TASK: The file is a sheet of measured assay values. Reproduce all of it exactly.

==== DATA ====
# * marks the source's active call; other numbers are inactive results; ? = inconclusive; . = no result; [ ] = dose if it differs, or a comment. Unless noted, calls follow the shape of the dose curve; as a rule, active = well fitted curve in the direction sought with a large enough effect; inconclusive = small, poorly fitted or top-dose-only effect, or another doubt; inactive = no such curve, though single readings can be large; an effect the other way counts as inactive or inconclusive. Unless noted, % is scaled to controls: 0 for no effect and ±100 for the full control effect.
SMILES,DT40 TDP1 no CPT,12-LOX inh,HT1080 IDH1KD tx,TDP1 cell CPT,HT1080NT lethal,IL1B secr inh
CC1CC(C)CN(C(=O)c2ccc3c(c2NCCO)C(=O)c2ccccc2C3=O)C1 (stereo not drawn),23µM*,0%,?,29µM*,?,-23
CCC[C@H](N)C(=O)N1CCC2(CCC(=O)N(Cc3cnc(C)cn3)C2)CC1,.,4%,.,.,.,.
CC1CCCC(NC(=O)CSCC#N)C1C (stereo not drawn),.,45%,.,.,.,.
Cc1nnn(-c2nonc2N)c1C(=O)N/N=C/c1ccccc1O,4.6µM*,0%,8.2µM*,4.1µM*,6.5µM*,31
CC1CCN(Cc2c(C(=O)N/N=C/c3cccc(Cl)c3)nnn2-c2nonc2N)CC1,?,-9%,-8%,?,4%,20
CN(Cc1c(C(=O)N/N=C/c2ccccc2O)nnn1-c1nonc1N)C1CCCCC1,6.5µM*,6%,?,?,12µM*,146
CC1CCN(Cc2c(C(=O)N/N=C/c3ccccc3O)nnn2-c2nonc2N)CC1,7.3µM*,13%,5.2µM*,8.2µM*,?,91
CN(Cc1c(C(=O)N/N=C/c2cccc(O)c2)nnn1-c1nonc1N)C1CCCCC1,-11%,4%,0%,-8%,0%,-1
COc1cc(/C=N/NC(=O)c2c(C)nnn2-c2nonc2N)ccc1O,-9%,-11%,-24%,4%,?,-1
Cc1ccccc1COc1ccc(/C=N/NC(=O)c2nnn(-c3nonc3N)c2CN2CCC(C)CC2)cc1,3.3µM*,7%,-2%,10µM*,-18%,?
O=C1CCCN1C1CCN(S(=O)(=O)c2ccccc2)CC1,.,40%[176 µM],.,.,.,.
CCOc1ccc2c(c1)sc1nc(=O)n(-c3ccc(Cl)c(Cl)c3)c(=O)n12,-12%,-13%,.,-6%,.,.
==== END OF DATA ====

# * marks the source's active call; other numbers are inactive results; ? = inconclusive; . = no result; [ ] = dose if it differs, or a comment. Unless noted, calls follow the shape of the dose curve; as a rule, active = well fitted curve in the direction sought with a large enough effect; inconclusive = small, poorly fitted or top-dose-only effect, or another doubt; inactive = no such curve, though single readings can be large; an effect the other way counts as inactive or inconclusive. Unless noted, % is scaled to controls: 0 for no effect and ±100 for the full control effect.
SMILES,DT40 TDP1 no CPT,12-LOX inh,HT1080 IDH1KD tx,TDP1 cell CPT,HT1080NT lethal,IL1B secr inh
CC1CC(C)CN(C(=O)c2ccc3c(c2NCCO)C(=O)c2ccccc2C3=O)C1 (stereo not drawn),23µM*,0%,?,29µM*,?,-23
CCC[C@H](N)C(=O)N1CCC2(CCC(=O)N(Cc3cnc(C)cn3)C2)CC1,.,4%,.,.,.,.
CC1CCCC(NC(=O)CSCC#N)C1C (stereo not drawn),.,45%,.,.,.,.
Cc1nnn(-c2nonc2N)c1C(=O)N/N=C/c1ccccc1O,4.6µM*,0%,8.2µM*,4.1µM*,6.5µM*,31
CC1CCN(Cc2c(C(=O)N/N=C/c3cccc(Cl)c3)nnn2-c2nonc2N)CC1,?,-9%,-8%,?,4%,20
CN(Cc1c(C(=O)N/N=C/c2ccccc2O)nnn1-c1nonc1N)C1CCCCC1,6.5µM*,6%,?,?,12µM*,146
CC1CCN(Cc2c(C(=O)N/N=C/c3ccccc3O)nnn2-c2nonc2N)CC1,7.3µM*,13%,5.2µM*,8.2µM*,?,91
CN(Cc1c(C(=O)N/N=C/c2cccc(O)c2)nnn1-c1nonc1N)C1CCCCC1,-11%,4%,0%,-8%,0%,-1
COc1cc(/C=N/NC(=O)c2c(C)nnn2-c2nonc2N)ccc1O,-9%,-11%,-24%,4%,?,-1
Cc1ccccc1COc1ccc(/C=N/NC(=O)c2nnn(-c3nonc3N)c2CN2CCC(C)CC2)cc1,3.3µM*,7%,-2%,10µM*,-18%,?
O=C1CCCN1C1CCN(S(=O)(=O)c2ccccc2)CC1,.,40%[176 µM],.,.,.,.
CCOc1ccc2c(c1)sc1nc(=O)n(-c3ccc(Cl)c(Cl)c3)c(=O)n12,-12%,-13%,.,-6%,.,.